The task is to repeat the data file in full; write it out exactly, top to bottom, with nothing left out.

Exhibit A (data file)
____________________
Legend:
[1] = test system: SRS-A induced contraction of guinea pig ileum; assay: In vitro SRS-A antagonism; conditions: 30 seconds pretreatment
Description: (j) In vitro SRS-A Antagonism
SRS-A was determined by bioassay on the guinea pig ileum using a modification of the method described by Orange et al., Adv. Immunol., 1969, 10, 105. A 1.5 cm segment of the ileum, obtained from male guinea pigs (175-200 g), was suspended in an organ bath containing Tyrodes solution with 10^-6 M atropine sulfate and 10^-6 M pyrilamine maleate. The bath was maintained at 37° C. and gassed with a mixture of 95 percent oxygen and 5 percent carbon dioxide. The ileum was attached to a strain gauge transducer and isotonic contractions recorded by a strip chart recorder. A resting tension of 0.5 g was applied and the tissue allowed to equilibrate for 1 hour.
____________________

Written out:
Legend:
[1] = test system: SRS-A induced contraction of guinea pig ileum; assay: In vitro SRS-A antagonism; conditions: 30 seconds pretreatment
Description: (j) In vitro SRS-A Antagonism
SRS-A was determined by bioassay on the guinea pig ileum using a modification of the method described by Orange et al., Adv. Immunol., 1969, 10, 105. A 1.5 cm segment of the ileum, obtained from male guinea pigs (175-200 g), was suspended in an organ bath containing Tyrodes solution with 10^-6 M atropine sulfate and 10^-6 M pyrilamine maleate. The bath was maintained at 37° C. and gassed with a mixture of 95 percent oxygen and 5 percent carbon dioxide. The ileum was attached to a strain gauge transducer and isotonic contractions recorded by a strip chart recorder. A resting tension of 0.5 g was applied and the tissue allowed to equilibrate for 1 hour.